At the beginning, immediately after the woman runs to the fountain with her camera, the video switches to Prime Minister Kan. He’s sitting in a chair, apparently waiting, looking at the chandelier.

To be honest, that’s pretty normal behavior for all of us in Japan. Anybody who lives here in Japan experiences quakes. They are part of life. When a quake happens, what most people do (me, too) is just sort of wait—because the quake (until this one!) always goes away after a few seconds. A man like Kan (or any Japanese person his age) has probably experienced hundreds, possibly thousands, of quakes–none of which were dangerous.

Also, because he’s in Tokyo, I doubt he’s feeling it as hard as what I felt. The 3/11 quake was very, very long–it crescendoed. You can see in the video that–instead of dissipating–the shaking increases and the people in the room realize it’s stronger than a regular quake, not the normal kind that everybody has felt many times during their lives.

It appears to me that slightly after the one minute mark is when everybody in the room realize it’s a very serious, dangerous quake.

The video stops in mid-quake at exactly 1:25, then continues after the quake is over. Obviously it’s been editted. I guess maybe people in the room were embarrassed that they acted like wusses, so that part was cut out? I don’t know. I acted like a wuss, too. Not embarrassed to say that.

Then I don’t know…more shaking or something? An aftershock? I don’t know. Or maybe it was the camera shaking. LOL. Because of the break in footage, it’s hard for me to know the timeline.

Prime Minister Kan leaves the room. The video ends.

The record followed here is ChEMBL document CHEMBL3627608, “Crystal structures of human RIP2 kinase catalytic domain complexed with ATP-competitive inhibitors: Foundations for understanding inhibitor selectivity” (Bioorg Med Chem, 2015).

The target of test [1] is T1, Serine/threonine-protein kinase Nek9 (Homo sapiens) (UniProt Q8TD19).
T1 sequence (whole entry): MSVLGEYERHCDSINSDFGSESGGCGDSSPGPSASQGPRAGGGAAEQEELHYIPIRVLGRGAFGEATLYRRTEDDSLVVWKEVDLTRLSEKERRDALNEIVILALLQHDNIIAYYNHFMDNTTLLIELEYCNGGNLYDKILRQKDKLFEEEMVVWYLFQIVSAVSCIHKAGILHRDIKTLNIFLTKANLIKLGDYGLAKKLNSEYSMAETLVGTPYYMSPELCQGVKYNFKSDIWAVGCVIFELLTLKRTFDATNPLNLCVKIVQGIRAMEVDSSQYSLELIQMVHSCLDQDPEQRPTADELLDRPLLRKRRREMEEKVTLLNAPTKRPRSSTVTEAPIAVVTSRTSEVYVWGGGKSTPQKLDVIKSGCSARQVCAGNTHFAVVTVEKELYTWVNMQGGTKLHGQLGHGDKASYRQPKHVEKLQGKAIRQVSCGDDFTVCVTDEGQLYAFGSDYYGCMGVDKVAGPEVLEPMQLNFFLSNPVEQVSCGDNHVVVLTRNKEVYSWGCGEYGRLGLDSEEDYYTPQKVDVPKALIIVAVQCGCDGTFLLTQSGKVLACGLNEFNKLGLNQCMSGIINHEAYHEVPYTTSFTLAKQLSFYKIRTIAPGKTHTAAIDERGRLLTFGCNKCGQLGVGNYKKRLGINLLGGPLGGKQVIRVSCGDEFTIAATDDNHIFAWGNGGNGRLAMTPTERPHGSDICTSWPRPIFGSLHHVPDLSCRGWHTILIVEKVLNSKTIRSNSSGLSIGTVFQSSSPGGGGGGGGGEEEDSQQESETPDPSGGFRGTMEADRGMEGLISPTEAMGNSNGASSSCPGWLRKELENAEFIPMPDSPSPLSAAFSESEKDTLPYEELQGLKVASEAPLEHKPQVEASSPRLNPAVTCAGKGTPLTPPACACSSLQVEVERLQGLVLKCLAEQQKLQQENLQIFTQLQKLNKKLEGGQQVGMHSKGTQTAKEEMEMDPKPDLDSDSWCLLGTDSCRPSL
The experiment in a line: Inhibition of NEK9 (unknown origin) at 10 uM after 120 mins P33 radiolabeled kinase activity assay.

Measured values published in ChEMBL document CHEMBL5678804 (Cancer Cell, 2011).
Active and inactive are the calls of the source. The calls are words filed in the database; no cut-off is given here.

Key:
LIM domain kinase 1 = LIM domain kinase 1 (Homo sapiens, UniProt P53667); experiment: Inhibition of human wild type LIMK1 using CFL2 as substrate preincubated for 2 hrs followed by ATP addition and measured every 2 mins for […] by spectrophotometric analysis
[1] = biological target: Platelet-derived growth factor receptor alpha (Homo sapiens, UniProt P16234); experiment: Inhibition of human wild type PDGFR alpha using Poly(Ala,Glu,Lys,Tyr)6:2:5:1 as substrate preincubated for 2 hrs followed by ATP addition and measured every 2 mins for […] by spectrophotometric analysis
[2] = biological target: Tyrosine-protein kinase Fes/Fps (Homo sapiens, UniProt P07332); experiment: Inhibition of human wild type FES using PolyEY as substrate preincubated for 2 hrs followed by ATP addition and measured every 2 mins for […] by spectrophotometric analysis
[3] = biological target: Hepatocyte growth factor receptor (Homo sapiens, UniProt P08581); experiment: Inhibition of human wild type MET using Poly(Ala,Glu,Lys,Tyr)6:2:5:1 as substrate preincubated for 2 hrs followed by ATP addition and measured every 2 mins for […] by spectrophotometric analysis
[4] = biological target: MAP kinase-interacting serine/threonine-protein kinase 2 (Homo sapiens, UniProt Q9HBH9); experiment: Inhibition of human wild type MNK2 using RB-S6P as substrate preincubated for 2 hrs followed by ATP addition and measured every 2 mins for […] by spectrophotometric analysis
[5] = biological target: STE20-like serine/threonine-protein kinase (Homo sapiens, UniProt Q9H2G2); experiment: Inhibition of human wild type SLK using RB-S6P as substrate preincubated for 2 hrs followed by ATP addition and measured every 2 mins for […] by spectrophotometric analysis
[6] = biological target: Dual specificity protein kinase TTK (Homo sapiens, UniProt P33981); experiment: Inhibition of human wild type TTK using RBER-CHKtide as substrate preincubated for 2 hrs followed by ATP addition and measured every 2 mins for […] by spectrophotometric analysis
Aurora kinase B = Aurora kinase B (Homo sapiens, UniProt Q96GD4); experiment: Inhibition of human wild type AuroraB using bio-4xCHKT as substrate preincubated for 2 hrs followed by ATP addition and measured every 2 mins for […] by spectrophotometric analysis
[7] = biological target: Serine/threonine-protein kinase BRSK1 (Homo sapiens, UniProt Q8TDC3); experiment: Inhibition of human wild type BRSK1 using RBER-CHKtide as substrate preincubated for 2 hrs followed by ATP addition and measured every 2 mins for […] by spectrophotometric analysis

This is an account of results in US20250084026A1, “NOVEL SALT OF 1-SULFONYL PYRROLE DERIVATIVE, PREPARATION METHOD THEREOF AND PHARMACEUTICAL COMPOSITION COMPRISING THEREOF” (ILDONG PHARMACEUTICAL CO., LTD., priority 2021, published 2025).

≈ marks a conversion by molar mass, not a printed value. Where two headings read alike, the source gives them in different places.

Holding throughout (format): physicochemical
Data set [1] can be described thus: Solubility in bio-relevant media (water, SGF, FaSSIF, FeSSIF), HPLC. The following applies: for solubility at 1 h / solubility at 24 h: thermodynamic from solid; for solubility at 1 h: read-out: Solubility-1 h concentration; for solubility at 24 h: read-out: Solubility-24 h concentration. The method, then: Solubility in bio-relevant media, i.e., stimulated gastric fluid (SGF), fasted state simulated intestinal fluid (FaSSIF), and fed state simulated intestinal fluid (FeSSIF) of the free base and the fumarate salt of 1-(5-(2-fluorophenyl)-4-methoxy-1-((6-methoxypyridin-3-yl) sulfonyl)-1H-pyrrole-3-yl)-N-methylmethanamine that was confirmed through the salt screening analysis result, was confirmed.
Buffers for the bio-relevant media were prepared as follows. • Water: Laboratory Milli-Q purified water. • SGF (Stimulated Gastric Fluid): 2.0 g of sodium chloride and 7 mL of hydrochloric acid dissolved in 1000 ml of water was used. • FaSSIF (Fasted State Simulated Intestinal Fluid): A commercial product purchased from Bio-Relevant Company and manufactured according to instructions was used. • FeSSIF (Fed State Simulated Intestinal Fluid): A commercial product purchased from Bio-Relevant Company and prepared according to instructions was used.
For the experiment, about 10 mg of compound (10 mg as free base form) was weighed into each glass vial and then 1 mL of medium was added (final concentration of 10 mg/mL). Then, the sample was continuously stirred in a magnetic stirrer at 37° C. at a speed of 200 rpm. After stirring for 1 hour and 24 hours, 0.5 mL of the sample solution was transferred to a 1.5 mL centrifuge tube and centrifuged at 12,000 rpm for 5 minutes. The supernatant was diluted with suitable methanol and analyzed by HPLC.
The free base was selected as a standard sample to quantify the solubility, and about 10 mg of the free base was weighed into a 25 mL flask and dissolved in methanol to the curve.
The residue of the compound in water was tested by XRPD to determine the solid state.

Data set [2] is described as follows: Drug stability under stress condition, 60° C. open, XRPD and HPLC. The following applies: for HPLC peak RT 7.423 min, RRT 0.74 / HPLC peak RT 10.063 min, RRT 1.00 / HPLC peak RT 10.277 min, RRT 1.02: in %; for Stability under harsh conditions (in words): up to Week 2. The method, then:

A word of warning. Do NOT go looking for footage yourself on youtube. Youtube is NOT a child-friendly place, and you don’t want to see things that really you (or I) should not see………

American girl bitten by bear in western Fukushima Prefecture…

Last April (2019) I was walking here in Fukushima City’s BentenYama (a wooded area) and I saw a kamoshika. I posted about it on this blog because it was so unusual to see one there.

Then I went to the U.S. to attend my niece’s wedding in May. At that time, my husband told me the news was that a bear was spotted on Bentenyama! https://translate.google.com/translate?hl=en&sl=ja&u=https://www.fnn.jp/posts/00073403FTV&prev=search (The original article is in Japanese, but I hit the “translate” button so English readers can understand it.)


And now, in the Aizuwakamatsu area (in Fukushima Prefecture, but west of me,) a fifteen-year-old American girl was bitten by a bear. But don’t worry! It’s a “light injury” (news reports says: karui kega) and she’ll be fine. Thank goodness! Bears DO LIVE here in Tohoku. So don’t think they don’t!!!!! Spring is supposed to be the most dangerous time. The bears have just woken from hibernation, they’re grumpy and hungry.

Here’s an article about the bear biting in Japanese:


The following article is meant to be read in Japanese, but I hit the “translate” button and the computer translated it to English. (I did this so English readers can read it.) https://translate.google.com/translate?hl=en&sl=ja&u=https://www.fnn.jp/posts/2019060700000004FTV&prev=search


I just searched for an English version of this news on both Google Japan and American Yahoo, and can’t find one. I’m sure there will be one soon.

Nuclear Power Stuff–Foreigners working to clean up Daiichi Nuclear Power Plant (?)